Peptic Ulcers and Helicobacter Pylori
Peptic ulcers are a type of lesion that affects the gastroduodenal mucosa. Although the incidence of these ulcers is decreasing, it still affects a large part of the population.
More than 90% of peptic ulcer cases involve the presence of Heliobacter pylori. This is a type of bacteria that causes infections in the stomach.
Approximately two-thirds of the world’s population has this bacteria, which can spread through contaminated food and water.
Causes of peptic ulcers
An imbalance between aggressive and defensive agents of the gastroduodenal mucosa causes most ulcers. This imbalance is secondary to Helicobacter pylori infection or the consumption of non-steroidal anti-inflammatory drugs (NSAIDs).
In cases of peptic ulcers that involve Helicobacter, the eradication of the bacteria will diminish the relapses. However, only 10 to 20% of people infected with Helicobacter pylori will ever develop a peptic ulcer.
When there’s chronic consumption of NSAIDs, 50% of these people will have superficial gastric lesions. Also, the ulcers in these cases are usually asymptomatic.
The risk factors of peptic ulcers in people who consume NSAIDs are:
- History of peptic ulcer
- Age (older than 60 years)
- The use of anticoagulants or corticosteroids
- High doses of NSAIDs
- Infection by Helicobacter pylori
There are no studies that demonstrate that smoking, stress, or diet are factors that trigger peptic ulcers. However, smoking appears to negatively influence peptic ulcer healing.
Peptic ulcer symptoms and diagnosis
Most people affected that have ulcers present symptomatology of dyspepsia. Therefore, when patients present dyspepsia symptoms, doctors will suspect an ulcer. Symptoms include epigastric pain on an empty stomach that subsides with food or antacids.
Information on lifestyle, drug treatments, and personal history of ulcer or Helicobacter pylori infection is important for diagnosis.
In some people, ulcer and gastroesophageal reflux disease can coexist, which can make diagnosis difficult. However, the most sensitive and specific test to confirm the existence of an ulcer is upper endoscopy (gastroscopy).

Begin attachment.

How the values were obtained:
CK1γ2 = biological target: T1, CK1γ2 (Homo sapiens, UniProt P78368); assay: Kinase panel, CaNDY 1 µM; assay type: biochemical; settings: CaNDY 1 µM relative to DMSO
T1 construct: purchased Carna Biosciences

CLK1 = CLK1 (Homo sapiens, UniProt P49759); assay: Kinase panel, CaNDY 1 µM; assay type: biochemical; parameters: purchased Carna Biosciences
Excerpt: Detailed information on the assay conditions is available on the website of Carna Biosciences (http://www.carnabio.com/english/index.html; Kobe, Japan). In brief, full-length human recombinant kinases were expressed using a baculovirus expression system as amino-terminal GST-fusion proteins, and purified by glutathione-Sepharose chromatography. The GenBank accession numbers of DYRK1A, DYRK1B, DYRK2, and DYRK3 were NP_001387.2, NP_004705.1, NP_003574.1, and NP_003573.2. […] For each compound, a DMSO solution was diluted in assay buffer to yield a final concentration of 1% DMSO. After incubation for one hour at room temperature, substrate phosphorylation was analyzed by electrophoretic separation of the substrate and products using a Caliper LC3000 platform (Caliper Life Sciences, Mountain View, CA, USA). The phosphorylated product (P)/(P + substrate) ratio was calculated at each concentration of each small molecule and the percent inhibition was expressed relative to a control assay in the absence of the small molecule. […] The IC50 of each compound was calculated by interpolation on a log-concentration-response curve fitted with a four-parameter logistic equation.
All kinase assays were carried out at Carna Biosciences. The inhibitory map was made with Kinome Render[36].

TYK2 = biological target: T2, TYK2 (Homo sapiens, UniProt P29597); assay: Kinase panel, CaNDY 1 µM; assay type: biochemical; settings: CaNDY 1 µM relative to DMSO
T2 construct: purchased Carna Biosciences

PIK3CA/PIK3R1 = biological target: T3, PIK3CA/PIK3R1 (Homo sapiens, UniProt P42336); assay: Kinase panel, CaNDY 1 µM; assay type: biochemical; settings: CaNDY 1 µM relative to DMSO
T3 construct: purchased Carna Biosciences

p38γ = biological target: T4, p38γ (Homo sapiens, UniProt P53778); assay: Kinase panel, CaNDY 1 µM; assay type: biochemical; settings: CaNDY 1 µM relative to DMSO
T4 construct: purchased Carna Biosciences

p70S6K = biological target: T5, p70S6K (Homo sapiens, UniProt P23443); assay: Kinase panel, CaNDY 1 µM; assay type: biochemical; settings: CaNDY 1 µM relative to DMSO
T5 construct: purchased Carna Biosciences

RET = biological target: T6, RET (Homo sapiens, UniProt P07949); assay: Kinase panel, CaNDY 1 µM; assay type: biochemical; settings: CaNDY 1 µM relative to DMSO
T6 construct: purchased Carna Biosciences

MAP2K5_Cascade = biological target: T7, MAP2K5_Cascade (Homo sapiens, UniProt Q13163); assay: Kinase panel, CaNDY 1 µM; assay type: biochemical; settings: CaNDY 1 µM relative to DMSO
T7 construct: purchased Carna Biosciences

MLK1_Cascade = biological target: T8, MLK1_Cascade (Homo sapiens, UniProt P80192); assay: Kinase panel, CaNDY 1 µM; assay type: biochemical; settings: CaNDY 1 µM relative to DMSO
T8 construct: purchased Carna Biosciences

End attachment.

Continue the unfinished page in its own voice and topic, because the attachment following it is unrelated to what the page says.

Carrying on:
You may also be interested in: 10 Symptoms of a Peptic Ulcer
Treatment of peptic ulcers
The goal of treatment is the relief of symptoms, healing of the ulcer, and the prevention of complications. Also, it’s a good idea to follow some hygienic-dietary measures, such as the following:
- Avoiding the consumption of NSAIDs
- Don’t eat or drink anything that causes the symptoms
- Don’t smoke, since tobacco delays the healing of the ulcer and increases relapses
Proton pump inhibitors (PPIs) are currently the drugs that achieve the highest mucosal healing rates. However, you should only take them if your doctor advises it.
They should be taken before meals. Also, some studies show greater effectiveness when taking them in the morning rather than late in the day. Proton pump inhibitor drugs need 3 to 5 days to achieve maximum effect. However, there’s variability in the clinical response of liver metabolism to the drug.
The duration of peptic ulcer treatment depends on the location of the peptic ulcer. In duodenal ulcers, it lasts 4 weeks, while in gastric ulcers it takes between 6 and 8 weeks.
Eradication of the bacteria results in healing of the ulcer. Also, long-term ulcer complications are reduced.
The first choice of eradication treatment consists of administering a PPI and antibiotics (specifically clarithromycin, amoxicillin, and metronidazole) for at least ten days.
In penicillin-allergic patients, PPIs, clarithromycin, and metronidazole are used as the first choice for at least 10 days.
When risk factors for peptic ulcers exist, it’s advisable to consider the following recommendations before taking NSAIDs:
- Read the indications: If the effect you’re looking for is analgesia or fever reduction, it’s best to take paracetamol instead.
- Always take the minimum effective dose of NSAIDs and, also, the less toxic one.
- Avoid taking NSAIDs, corticoids, and anticoagulants all together.